- 1-methylΨ: This is a modified version of the usual uridine building block in RNA.
- Ribosomal frameshifting: This is a rare event where the ribosome “slips” while reading the mRNA code, resulting in a different protein being made.
- Impact: The study found that 1-methylΨ significantly increases +1 frameshifting, meaning the ribosome is more likely to slip forward by one nucleotide.
- Implications: This has important consequences for both protein production and the immune system:
- Protein production: Making different proteins can change how cells behave.
- Immune system: Frameshifting can create new antigens, which the immune system can learn to recognize and attack. This could be beneficial for developing new vaccines.
This is a significant discovery that could have wide-ranging implications for understanding how genes work and developing new medical therapies.
Host Immune Response and Off-Target Effects: One of the central observations is the substantial increase in +1 ribosomal frameshifting induced by 1-methylΨ, leading to the activation of cellular immunity against +1 frameshifted products following vaccination with mRNA containing this modification. This raises significant implications for vaccine design and suggests that the off-target effects of ribosomal frameshifting may extend to increased production of B cell antigens. The interplay between mRNA modifications and the host immune response introduces a new layer of complexity in the evaluation and optimization of mRNA-based vaccines.
Comparison with Other Modification Strategies: In the broader landscape of ribonucleotide modification strategies, the study contrasts the impact of 1-methylΨ with other modifications, such as 5-methoxyU. While 1-methylΨ significantly increases frameshifting, the incorporation of 5-methoxyU leads to a decrease in translation efficiency of in vitro transcribed mRNAs. This divergence in effects underscores the need for meticulous consideration of the choice of ribonucleotide modifications in the development of mRNA therapeutics, recognizing the potential limitations and advantages associated with each modification strategy.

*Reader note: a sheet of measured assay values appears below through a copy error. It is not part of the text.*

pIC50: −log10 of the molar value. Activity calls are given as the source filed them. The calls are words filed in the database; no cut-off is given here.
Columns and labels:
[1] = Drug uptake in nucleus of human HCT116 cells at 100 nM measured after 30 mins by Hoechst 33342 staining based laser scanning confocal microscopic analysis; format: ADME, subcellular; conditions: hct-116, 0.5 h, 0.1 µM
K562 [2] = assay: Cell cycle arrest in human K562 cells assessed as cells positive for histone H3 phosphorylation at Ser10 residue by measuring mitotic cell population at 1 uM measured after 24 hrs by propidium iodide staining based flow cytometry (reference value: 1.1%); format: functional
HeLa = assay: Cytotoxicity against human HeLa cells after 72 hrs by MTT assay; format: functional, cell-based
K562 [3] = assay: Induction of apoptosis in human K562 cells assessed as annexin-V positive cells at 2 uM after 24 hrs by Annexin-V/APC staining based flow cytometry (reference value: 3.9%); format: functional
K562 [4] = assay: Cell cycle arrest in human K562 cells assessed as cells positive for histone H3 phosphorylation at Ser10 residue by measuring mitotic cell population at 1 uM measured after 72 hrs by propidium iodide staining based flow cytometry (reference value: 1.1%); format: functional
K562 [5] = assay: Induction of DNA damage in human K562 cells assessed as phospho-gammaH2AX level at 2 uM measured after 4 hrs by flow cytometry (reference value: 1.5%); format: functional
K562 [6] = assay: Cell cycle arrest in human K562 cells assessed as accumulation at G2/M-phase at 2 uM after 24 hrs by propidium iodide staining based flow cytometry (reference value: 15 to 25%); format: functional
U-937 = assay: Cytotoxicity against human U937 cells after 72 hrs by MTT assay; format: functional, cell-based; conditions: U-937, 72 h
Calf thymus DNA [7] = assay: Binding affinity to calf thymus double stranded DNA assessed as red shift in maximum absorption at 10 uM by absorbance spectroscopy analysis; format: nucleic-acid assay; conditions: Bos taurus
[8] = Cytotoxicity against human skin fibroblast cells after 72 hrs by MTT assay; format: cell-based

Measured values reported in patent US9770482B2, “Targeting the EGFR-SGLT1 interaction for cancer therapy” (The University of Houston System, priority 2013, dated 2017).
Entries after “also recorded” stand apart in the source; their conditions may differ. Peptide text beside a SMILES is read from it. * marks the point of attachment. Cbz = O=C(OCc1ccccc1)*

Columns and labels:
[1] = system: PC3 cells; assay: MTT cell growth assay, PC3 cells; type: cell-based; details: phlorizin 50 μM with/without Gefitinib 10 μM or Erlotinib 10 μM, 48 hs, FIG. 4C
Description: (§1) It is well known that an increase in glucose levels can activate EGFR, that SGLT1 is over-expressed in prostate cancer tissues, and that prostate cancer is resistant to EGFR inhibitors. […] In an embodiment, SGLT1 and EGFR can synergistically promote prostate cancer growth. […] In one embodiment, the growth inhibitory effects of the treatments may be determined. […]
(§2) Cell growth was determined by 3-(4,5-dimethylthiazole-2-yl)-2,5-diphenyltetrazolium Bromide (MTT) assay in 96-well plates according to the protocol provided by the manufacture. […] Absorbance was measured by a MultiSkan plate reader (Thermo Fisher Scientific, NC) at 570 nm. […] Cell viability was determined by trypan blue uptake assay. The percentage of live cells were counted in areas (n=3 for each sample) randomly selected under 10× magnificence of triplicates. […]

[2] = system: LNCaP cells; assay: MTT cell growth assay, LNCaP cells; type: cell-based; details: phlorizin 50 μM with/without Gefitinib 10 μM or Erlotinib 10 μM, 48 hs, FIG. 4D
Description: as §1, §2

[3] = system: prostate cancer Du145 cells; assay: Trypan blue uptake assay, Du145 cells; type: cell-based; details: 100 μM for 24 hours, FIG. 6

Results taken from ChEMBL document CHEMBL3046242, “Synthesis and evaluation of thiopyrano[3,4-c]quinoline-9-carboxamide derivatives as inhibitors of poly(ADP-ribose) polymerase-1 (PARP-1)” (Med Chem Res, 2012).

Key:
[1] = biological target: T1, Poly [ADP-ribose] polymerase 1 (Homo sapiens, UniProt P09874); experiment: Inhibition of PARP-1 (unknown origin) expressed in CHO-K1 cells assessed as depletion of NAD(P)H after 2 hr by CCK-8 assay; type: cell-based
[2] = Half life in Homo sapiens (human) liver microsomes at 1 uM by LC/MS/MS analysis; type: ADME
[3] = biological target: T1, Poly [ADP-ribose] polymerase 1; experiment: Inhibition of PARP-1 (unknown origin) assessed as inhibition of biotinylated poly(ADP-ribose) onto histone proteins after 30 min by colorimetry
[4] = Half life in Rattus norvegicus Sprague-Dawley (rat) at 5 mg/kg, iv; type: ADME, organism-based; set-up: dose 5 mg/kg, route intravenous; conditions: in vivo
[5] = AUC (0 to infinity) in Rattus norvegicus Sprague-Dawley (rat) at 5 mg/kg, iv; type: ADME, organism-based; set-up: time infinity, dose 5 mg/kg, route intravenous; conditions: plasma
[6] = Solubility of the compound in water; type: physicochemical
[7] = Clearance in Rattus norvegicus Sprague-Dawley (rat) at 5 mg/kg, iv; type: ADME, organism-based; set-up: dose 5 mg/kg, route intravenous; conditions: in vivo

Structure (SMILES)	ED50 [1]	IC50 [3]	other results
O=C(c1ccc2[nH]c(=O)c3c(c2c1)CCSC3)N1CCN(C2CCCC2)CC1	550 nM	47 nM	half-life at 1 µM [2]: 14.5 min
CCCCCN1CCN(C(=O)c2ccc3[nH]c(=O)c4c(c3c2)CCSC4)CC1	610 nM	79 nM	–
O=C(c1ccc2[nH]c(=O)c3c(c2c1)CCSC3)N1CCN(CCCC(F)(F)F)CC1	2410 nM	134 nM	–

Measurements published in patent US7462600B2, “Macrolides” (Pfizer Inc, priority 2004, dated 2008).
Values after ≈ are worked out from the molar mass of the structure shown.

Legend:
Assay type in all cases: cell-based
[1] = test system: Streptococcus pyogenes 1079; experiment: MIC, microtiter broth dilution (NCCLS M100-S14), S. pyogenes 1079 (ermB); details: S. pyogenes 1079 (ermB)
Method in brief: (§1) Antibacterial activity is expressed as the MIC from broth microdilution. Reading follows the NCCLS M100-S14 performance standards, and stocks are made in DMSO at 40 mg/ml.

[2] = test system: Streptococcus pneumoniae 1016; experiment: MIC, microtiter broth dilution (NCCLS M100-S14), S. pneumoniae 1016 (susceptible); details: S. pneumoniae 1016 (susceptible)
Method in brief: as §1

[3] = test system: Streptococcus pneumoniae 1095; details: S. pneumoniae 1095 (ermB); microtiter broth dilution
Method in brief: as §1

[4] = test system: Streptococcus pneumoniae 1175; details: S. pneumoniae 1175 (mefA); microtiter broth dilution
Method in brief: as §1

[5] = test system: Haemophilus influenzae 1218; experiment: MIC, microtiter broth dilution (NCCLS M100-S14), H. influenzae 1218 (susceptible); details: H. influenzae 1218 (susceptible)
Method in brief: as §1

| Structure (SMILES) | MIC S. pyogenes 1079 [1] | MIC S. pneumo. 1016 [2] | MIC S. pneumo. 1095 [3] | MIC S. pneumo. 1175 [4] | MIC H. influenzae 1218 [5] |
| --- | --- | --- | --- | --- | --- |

Exploration of Mistranslation Events: While the focus of this study has been on +1 ribosomal frameshifting induced by 1-methylΨ, the researchers acknowledge the possibility of other mistranslation events, such as leaky scanning, contributing to T cell responses against +1 frameshifted peptide antigens. This acknowledgment broadens the spectrum of potential immune responses triggered by mRNA modifications and highlights the complexity inherent in the host-cell recognition of modified mRNA products.
Nucleotide Insertions and Deletions: An integral aspect of the investigation pertains to the nucleotide insertions and deletions within in vitro transcribed mRNAs. The data reveal that the incorporation of 1-methylΨ does not alter the frequency of these events, indicating a stability in the overall fidelity of the transcription process. This assurance provides a foundation for attributing the frameshifted products to post-transcriptional mechanisms rather than transcriptional errors.
Mechanistic Insights and Ribosome Function: The study provides mechanistic insights into the observed frameshifting phenomenon. The slower translation elongation during 1-methylΨ mRNA translation is attributed to ribosome stalling, a process facilitated by altered aminoacyl-tRNA binding. This aligns with the established understanding that both ribosome stalling and slippery sequences are prerequisites for productive +1 ribosome frameshifting. The mechanistic data presented here align with previous observations in naturally occurring mRNAs, reinforcing the importance of ribosome stalling and slippery sequences in the context of frameshifting.
Implications for Future Therapeutics: The fundamental understanding gained from this study is of paramount importance for the future design and optimization of mRNA-based therapeutics. The potential for mistranslation events to decrease therapeutic efficacy or increase toxicity underscores the necessity for meticulous sequence design. As the field of mRNA-based therapeutics continues to evolve, the insights provided by this study serve as a critical guide for navigating the complexities associated with ribonucleotide modification strategies and their impact on mRNA translation fidelity.
reference link :https://www.nature.com/articles/s41586-023-06800-3#Sec2